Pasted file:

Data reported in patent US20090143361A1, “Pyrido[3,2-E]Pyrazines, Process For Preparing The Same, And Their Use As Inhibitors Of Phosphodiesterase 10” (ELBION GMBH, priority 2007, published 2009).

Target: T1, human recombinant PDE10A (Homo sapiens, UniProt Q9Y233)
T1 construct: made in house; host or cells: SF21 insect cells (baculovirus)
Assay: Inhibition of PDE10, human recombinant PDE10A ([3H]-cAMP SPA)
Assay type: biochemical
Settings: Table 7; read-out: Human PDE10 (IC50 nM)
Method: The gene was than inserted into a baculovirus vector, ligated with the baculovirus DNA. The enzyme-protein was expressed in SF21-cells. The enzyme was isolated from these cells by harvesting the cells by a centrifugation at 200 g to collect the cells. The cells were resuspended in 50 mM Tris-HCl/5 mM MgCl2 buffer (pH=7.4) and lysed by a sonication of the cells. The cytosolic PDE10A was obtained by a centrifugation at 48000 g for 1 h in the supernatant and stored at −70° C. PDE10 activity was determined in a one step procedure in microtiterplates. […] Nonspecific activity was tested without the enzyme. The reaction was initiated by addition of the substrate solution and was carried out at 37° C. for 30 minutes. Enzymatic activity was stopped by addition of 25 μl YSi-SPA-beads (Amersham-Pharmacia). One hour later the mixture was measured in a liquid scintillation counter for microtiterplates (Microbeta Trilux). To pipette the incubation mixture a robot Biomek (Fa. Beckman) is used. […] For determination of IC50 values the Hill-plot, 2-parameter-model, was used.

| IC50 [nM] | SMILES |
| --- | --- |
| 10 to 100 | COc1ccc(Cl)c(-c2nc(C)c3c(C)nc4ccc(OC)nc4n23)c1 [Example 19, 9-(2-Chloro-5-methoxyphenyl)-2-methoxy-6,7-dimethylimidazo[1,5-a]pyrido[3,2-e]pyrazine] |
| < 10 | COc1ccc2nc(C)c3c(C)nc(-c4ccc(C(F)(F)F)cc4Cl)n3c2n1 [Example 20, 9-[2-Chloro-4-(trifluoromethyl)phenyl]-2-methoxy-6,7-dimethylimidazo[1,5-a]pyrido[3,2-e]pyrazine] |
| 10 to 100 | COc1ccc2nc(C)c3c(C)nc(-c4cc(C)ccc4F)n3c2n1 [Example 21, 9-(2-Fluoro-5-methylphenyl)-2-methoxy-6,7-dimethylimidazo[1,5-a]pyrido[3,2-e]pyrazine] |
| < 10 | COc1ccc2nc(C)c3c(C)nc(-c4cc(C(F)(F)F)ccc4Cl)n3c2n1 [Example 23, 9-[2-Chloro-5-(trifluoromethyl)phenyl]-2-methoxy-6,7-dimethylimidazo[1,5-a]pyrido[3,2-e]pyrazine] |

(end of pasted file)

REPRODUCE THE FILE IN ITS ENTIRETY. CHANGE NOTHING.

Data reported in patent US20090143361A1, “Pyrido[3,2-E]Pyrazines, Process For Preparing The Same, And Their Use As Inhibitors Of Phosphodiesterase 10” (ELBION GMBH, priority 2007, published 2009).

Target: T1, human recombinant PDE10A (Homo sapiens, UniProt Q9Y233)
T1 construct: made in house; host or cells: SF21 insect cells (baculovirus)
Assay: Inhibition of PDE10, human recombinant PDE10A ([3H]-cAMP SPA)
Assay type: biochemical
Settings: Table 7; read-out: Human PDE10 (IC50 nM)
Method: The gene was than inserted into a baculovirus vector, ligated with the baculovirus DNA. The enzyme-protein was expressed in SF21-cells. The enzyme was isolated from these cells by harvesting the cells by a centrifugation at 200 g to collect the cells. The cells were resuspended in 50 mM Tris-HCl/5 mM MgCl2 buffer (pH=7.4) and lysed by a sonication of the cells. The cytosolic PDE10A was obtained by a centrifugation at 48000 g for 1 h in the supernatant and stored at −70° C. PDE10 activity was determined in a one step procedure in microtiterplates. […] Nonspecific activity was tested without the enzyme. The reaction was initiated by addition of the substrate solution and was carried out at 37° C. for 30 minutes. Enzymatic activity was stopped by addition of 25 μl YSi-SPA-beads (Amersham-Pharmacia). One hour later the mixture was measured in a liquid scintillation counter for microtiterplates (Microbeta Trilux). To pipette the incubation mixture a robot Biomek (Fa. Beckman) is used. […] For determination of IC50 values the Hill-plot, 2-parameter-model, was used.

| IC50 [nM] | SMILES |
| --- | --- |
| 10 to 100 | COc1ccc(Cl)c(-c2nc(C)c3c(C)nc4ccc(OC)nc4n23)c1 [Example 19, 9-(2-Chloro-5-methoxyphenyl)-2-methoxy-6,7-dimethylimidazo[1,5-a]pyrido[3,2-e]pyrazine] |
| < 10 | COc1ccc2nc(C)c3c(C)nc(-c4ccc(C(F)(F)F)cc4Cl)n3c2n1 [Example 20, 9-[2-Chloro-4-(trifluoromethyl)phenyl]-2-methoxy-6,7-dimethylimidazo[1,5-a]pyrido[3,2-e]pyrazine] |
| 10 to 100 | COc1ccc2nc(C)c3c(C)nc(-c4cc(C)ccc4F)n3c2n1 [Example 21, 9-(2-Fluoro-5-methylphenyl)-2-methoxy-6,7-dimethylimidazo[1,5-a]pyrido[3,2-e]pyrazine] |
| < 10 | COc1ccc2nc(C)c3c(C)nc(-c4cc(C(F)(F)F)ccc4Cl)n3c2n1 [Example 23, 9-[2-Chloro-5-(trifluoromethyl)phenyl]-2-methoxy-6,7-dimethylimidazo[1,5-a]pyrido[3,2-e]pyrazine] |